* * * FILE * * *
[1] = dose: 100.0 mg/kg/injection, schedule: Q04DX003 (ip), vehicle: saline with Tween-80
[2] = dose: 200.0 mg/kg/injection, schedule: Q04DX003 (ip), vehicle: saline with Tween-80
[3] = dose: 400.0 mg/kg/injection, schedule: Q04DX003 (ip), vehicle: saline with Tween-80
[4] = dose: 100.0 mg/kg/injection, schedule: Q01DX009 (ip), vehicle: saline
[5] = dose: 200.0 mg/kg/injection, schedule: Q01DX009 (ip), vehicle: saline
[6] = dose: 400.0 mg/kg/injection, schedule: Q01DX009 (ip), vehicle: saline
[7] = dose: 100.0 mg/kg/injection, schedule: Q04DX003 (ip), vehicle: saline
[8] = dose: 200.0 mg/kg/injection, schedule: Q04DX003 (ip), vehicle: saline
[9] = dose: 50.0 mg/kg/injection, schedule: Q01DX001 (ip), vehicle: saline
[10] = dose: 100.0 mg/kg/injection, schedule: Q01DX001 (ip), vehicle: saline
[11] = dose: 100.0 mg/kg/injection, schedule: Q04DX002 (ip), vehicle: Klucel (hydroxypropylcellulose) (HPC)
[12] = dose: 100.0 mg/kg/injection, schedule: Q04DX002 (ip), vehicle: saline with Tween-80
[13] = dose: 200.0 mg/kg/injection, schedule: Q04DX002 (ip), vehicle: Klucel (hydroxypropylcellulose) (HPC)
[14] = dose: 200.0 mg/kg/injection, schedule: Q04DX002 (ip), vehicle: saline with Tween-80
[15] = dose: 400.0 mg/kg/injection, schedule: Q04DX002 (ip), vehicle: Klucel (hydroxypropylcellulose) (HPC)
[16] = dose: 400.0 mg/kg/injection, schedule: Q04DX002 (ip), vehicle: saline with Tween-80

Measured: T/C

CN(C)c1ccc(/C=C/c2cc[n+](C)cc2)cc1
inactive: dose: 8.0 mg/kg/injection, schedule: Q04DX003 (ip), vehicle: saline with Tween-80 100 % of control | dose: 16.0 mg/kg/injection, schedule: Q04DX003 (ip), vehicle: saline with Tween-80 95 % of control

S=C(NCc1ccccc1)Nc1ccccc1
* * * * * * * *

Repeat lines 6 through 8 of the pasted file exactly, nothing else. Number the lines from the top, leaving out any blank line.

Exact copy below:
[6] = dose: 400.0 mg/kg/injection, schedule: Q01DX009 (ip), vehicle: saline
[7] = dose: 100.0 mg/kg/injection, schedule: Q04DX003 (ip), vehicle: saline
[8] = dose: 200.0 mg/kg/injection, schedule: Q04DX003 (ip), vehicle: saline